Gourine, AV; (2005) On the peripheral and central chemoreception and control of breathing: an emerging role of ATP. J Physiol , 568 (Pt 3) 715 - 724. 10.1113/jphysiol.2005.095968.
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Peripheral and central respiratory chemoreceptors are ultimately responsible for maintenance of constant levels of arterial P(O2), P(CO2) and [H+], protecting the brain from hypoxia and ensuring that the breathing is always appropriate for metabolism. The aim of this discussion is to shed some light on the potential mechanisms of chemosensory transduction - the process which links chemosensory mechanisms to the central nervous mechanisms controlling breathing. Recent experimental data suggest that the purine nucleotide ATP acts as a common mediator of peripheral and central chemosensory transduction (within the carotid body and the medulla oblongata, respectively). In response to a decrease in P(O2) (hypoxia) oxygen-sensitive glomus cells of the carotid body release ATP to activate chemoafferent fibres of the carotid sinus nerve which transmit this information to the brainstem respiratory centres. In response to an increase in P(CO2)/[H+] (hypercapnia) chemosensitive structures located on the ventral surface of the medulla oblongata rapidly release ATP, which acts locally within the medullary respiratory network. The functional role of ATP released at both sites is similar--to evoke adaptive enhancement in breathing. Understanding the mechanisms of ATP release in response to chemosensory stimulation may prove to be essential for further detailed analysis of cellular and molecular mechanisms underlying respiratory chemosensitivity.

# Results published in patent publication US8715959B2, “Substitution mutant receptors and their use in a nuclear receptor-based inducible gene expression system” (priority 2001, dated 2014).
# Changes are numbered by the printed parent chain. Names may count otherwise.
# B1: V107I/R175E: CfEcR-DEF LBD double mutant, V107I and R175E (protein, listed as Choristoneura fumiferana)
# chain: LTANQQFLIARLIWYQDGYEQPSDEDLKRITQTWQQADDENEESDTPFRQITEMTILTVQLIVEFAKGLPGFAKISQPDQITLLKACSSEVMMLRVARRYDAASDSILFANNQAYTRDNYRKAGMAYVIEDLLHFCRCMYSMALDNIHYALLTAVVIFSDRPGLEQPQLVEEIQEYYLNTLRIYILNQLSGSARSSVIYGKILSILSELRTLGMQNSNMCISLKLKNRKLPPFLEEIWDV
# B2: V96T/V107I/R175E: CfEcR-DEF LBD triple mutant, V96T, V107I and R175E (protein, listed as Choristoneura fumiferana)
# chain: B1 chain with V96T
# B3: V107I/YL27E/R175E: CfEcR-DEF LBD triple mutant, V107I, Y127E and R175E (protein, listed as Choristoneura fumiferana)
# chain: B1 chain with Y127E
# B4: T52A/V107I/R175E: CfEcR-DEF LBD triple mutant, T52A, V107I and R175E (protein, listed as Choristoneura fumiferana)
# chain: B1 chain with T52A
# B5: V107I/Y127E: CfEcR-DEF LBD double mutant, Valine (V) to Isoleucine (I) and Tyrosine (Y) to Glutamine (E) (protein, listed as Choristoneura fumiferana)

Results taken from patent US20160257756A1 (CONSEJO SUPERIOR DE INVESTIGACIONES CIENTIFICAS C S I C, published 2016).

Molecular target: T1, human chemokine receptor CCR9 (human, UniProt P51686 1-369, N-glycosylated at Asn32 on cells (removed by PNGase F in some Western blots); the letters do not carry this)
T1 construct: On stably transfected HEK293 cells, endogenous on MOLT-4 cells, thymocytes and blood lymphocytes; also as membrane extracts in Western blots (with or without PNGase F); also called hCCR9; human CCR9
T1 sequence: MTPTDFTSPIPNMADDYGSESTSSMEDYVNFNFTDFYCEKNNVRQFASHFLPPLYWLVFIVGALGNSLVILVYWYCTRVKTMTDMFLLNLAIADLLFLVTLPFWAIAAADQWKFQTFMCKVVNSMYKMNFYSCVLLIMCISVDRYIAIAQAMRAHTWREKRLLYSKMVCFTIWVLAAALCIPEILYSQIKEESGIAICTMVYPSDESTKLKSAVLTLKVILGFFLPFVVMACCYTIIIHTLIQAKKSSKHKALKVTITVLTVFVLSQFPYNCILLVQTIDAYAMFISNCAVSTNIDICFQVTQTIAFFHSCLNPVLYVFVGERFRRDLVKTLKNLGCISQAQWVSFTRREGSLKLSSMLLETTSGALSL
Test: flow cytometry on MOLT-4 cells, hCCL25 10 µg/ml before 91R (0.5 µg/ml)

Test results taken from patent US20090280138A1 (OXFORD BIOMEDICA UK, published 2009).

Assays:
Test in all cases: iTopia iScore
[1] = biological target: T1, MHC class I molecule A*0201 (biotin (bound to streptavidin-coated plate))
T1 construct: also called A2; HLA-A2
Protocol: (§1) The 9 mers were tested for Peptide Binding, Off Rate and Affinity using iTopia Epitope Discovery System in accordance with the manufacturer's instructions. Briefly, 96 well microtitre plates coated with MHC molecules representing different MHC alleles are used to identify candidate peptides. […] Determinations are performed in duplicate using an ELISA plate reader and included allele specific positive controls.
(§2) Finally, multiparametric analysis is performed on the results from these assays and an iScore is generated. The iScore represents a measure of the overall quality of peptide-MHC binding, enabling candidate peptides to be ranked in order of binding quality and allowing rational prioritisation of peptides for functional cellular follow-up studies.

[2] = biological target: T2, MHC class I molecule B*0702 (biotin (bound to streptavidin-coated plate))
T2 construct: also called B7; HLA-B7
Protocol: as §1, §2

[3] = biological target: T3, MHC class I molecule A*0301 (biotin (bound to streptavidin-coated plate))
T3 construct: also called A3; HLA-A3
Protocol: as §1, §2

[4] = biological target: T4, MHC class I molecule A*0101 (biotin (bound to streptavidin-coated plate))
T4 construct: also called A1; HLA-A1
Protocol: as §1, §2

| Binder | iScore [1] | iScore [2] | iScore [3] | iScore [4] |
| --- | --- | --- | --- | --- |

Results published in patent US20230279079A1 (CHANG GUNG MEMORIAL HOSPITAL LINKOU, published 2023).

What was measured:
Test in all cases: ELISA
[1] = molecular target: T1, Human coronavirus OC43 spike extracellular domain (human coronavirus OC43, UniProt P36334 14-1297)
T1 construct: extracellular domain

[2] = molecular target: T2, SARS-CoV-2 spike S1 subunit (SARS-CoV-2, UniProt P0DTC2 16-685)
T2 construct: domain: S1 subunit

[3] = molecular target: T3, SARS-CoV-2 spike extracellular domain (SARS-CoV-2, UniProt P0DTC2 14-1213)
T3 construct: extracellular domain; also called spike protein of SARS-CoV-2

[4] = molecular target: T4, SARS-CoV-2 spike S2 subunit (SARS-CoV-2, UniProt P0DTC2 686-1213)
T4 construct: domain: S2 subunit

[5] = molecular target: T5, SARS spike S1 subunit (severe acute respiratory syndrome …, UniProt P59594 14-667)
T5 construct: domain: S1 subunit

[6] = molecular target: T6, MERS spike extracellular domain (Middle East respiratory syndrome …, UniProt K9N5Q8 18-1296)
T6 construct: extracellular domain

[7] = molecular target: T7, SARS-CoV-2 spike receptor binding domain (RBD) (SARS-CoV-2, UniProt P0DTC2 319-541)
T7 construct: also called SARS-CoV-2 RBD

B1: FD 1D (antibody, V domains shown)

|Title:||On the peripheral and central chemoreception and control of breathing: an emerging role of ATP.|
|Additional information:||PMCID: PMC1464180|
|Keywords:||Adenosine Triphosphate, Animals, Brain, Carotid Body, Chemoreceptor Cells, Computer Simulation, Feedback, Humans, Models, Biological, Peripheral Nervous System, Pulmonary Gas Exchange, Respiratory Mechanics|
|UCL classification:||UCL > School of Life and Medical Sciences > Faculty of Life Sciences > Biosciences (Division of) > Neuroscience, Physiology and Pharmacology|
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